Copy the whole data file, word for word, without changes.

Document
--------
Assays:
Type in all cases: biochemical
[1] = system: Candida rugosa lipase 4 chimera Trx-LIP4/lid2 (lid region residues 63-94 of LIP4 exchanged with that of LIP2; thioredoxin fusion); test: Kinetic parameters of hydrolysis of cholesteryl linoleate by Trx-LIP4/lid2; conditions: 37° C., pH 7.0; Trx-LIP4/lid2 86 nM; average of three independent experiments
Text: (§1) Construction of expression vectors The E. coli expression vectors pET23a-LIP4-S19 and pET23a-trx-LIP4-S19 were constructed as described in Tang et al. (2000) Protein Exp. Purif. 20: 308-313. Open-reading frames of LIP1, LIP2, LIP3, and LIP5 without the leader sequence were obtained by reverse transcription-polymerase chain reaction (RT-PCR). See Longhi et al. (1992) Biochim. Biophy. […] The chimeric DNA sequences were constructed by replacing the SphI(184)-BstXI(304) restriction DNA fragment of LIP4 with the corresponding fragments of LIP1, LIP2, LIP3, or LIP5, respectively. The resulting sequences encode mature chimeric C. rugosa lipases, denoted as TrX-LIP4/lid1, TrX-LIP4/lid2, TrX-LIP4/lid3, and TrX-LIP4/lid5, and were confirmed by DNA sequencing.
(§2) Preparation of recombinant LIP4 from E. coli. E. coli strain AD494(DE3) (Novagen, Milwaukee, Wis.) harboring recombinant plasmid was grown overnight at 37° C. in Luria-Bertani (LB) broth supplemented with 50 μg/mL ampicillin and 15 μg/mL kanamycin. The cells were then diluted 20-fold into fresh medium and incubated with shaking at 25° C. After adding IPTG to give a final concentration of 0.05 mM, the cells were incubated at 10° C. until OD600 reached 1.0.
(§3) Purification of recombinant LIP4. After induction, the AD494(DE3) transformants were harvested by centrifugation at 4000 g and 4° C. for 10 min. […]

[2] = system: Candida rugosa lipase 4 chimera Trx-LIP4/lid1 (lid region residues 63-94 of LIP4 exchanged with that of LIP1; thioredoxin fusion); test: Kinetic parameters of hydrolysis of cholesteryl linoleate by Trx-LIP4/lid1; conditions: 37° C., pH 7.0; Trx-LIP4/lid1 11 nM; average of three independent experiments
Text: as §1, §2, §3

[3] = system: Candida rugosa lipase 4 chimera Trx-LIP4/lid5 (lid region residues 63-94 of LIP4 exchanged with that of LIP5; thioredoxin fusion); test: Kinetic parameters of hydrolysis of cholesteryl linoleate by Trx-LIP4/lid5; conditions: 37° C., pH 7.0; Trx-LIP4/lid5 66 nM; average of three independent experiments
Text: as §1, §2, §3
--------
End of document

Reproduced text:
Assays:
Type in all cases: biochemical
[1] = system: Candida rugosa lipase 4 chimera Trx-LIP4/lid2 (lid region residues 63-94 of LIP4 exchanged with that of LIP2; thioredoxin fusion); test: Kinetic parameters of hydrolysis of cholesteryl linoleate by Trx-LIP4/lid2; conditions: 37° C., pH 7.0; Trx-LIP4/lid2 86 nM; average of three independent experiments
Text: (§1) Construction of expression vectors The E. coli expression vectors pET23a-LIP4-S19 and pET23a-trx-LIP4-S19 were constructed as described in Tang et al. (2000) Protein Exp. Purif. 20: 308-313. Open-reading frames of LIP1, LIP2, LIP3, and LIP5 without the leader sequence were obtained by reverse transcription-polymerase chain reaction (RT-PCR). See Longhi et al. (1992) Biochim. Biophy. […] The chimeric DNA sequences were constructed by replacing the SphI(184)-BstXI(304) restriction DNA fragment of LIP4 with the corresponding fragments of LIP1, LIP2, LIP3, or LIP5, respectively. The resulting sequences encode mature chimeric C. rugosa lipases, denoted as TrX-LIP4/lid1, TrX-LIP4/lid2, TrX-LIP4/lid3, and TrX-LIP4/lid5, and were confirmed by DNA sequencing.
(§2) Preparation of recombinant LIP4 from E. coli. E. coli strain AD494(DE3) (Novagen, Milwaukee, Wis.) harboring recombinant plasmid was grown overnight at 37° C. in Luria-Bertani (LB) broth supplemented with 50 μg/mL ampicillin and 15 μg/mL kanamycin. The cells were then diluted 20-fold into fresh medium and incubated with shaking at 25° C. After adding IPTG to give a final concentration of 0.05 mM, the cells were incubated at 10° C. until OD600 reached 1.0.
(§3) Purification of recombinant LIP4. After induction, the AD494(DE3) transformants were harvested by centrifugation at 4000 g and 4° C. for 10 min. […]

[2] = system: Candida rugosa lipase 4 chimera Trx-LIP4/lid1 (lid region residues 63-94 of LIP4 exchanged with that of LIP1; thioredoxin fusion); test: Kinetic parameters of hydrolysis of cholesteryl linoleate by Trx-LIP4/lid1; conditions: 37° C., pH 7.0; Trx-LIP4/lid1 11 nM; average of three independent experiments
Text: as §1, §2, §3

[3] = system: Candida rugosa lipase 4 chimera Trx-LIP4/lid5 (lid region residues 63-94 of LIP4 exchanged with that of LIP5; thioredoxin fusion); test: Kinetic parameters of hydrolysis of cholesteryl linoleate by Trx-LIP4/lid5; conditions: 37° C., pH 7.0; Trx-LIP4/lid5 66 nM; average of three independent experiments
Text: as §1, §2, §3